Finally, numerous reporters described using YouTube-dl to download copies of their own works. Freedom of the Press Foundation has previously worked to help writers preserve portfolio copies of their articles, and to help full news archives stay online when the outlet itself is under threat. YouTube-dl plays an important role in that ecosystem as well.

GitHub has not publicly commented on its removal of one of its most popular repositories. Clearly, YouTube-dl in particular and the ability to download and manipulate online videos in general are an important part of the work of journalism and contemporary media literacy. Given the important role that YouTube-dl plays in public interest reporting and archiving, the RIAA’s efforts to have the tool removed represent an extraordinary overreach with the possibility for dramatic unforeseen consequences. We urge RIAA to reconsider its threat, and GitHub to reinstate the account in full.

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Filed Under: circumvention, copyright, dmca 1201, downloads, journalism, non-infringing uses, youtube-dl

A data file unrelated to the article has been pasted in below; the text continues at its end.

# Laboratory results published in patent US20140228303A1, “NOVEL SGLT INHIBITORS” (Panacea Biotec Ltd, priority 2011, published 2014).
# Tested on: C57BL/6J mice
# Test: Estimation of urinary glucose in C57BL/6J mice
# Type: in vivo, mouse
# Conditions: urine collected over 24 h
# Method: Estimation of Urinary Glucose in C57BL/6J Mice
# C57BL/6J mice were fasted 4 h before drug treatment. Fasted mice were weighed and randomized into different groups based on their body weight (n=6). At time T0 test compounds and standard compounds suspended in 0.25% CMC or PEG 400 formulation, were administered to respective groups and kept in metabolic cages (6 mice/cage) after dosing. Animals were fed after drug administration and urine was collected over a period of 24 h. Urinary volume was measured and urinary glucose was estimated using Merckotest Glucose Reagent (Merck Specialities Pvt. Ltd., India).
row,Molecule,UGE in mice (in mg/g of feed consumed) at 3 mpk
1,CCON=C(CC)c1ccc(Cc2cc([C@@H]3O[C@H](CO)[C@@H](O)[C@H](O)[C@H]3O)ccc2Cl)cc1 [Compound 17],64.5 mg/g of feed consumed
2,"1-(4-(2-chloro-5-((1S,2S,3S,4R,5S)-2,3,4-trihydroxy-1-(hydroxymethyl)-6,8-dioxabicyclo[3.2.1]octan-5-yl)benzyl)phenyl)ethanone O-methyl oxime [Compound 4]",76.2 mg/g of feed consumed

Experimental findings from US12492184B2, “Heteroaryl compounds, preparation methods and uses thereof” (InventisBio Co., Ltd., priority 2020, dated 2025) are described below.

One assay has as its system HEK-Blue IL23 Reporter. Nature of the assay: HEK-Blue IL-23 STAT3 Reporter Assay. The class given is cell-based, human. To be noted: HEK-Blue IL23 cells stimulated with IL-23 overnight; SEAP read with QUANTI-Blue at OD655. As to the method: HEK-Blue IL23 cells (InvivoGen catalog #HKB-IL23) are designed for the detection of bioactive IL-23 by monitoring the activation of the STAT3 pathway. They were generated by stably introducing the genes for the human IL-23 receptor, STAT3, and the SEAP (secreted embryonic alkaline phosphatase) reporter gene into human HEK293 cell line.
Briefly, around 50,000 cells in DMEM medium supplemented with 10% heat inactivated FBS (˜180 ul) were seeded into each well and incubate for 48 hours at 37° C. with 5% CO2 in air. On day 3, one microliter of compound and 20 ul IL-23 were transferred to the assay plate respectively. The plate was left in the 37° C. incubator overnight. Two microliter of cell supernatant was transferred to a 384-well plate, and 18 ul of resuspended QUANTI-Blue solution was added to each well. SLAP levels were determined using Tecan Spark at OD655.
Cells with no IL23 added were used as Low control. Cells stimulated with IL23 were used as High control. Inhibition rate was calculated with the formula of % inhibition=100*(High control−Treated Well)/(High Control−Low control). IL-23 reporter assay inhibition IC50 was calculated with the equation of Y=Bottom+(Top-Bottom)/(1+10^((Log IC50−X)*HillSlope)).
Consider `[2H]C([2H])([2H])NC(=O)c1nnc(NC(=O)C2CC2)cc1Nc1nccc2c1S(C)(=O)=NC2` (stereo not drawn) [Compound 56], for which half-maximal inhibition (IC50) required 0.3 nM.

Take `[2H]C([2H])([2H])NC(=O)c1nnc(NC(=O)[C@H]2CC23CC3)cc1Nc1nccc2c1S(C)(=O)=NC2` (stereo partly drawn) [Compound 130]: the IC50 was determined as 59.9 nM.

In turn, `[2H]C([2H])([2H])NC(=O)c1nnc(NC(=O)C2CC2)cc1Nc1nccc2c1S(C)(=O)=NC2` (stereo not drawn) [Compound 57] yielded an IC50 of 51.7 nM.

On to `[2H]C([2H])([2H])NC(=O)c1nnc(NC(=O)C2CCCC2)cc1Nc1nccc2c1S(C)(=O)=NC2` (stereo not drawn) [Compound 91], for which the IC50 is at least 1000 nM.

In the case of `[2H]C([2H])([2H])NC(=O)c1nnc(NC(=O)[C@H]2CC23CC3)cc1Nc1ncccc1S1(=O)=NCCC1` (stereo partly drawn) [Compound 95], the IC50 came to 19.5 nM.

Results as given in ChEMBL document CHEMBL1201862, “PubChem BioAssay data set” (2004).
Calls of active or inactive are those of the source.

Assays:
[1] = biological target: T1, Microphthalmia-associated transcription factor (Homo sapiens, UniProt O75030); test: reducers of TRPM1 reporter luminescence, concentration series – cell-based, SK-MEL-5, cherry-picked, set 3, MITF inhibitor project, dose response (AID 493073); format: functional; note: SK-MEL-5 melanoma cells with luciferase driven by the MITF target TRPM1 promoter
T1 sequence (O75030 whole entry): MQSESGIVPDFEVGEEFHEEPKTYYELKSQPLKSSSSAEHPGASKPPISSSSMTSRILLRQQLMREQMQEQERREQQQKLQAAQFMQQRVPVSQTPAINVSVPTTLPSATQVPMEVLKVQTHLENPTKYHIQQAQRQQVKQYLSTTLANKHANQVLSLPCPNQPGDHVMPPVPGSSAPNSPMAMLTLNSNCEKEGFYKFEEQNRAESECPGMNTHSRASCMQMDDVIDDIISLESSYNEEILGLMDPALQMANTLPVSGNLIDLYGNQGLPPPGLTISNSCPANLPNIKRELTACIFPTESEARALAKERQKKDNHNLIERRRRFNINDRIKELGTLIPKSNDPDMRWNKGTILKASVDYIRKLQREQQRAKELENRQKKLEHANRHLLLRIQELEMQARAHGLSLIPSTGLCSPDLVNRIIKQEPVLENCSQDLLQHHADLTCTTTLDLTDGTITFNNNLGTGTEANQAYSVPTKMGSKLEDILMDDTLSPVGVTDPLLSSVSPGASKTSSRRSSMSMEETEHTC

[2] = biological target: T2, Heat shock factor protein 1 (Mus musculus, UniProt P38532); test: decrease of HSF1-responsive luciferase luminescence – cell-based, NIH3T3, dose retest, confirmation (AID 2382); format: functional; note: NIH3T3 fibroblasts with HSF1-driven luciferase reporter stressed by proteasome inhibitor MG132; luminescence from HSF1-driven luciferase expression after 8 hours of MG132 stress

Companies: riaa, youtube


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  • identicon
    Anonymous Coward, 12 Nov 2020 @ 11:24am

    regardsless of who uses it, is there any difinitive proof that YouTube-dl is infringing? if yes, why kick up about it? if not, why is it still being dubbed as such a bad thing?
    recently, a person was fined for getting something banned using, i believe, dmca (please correct me with what was used if i'm wrong) and had to pay quite a bit. why can the likes of RIAA and MPAA etc throw dmca or other accusations at people and software companies and get away with absolutely nothing said, let alone done to them? if it's good for a single person, it should be good for massive companies and industries. i can only assume they have deeper pockets and can pay the judges more to turn blind eyes!!

    reply to this | link to this | view in chronology ]

    • identicon
      Anonymous Coward, 12 Nov 2020 @ 11:54am

      Re:

      i can only assume they have deeper pockets and

      Can use the legal system to bankrupt software developers, while losing all the time.

      reply to this | link to this | view in chronology ]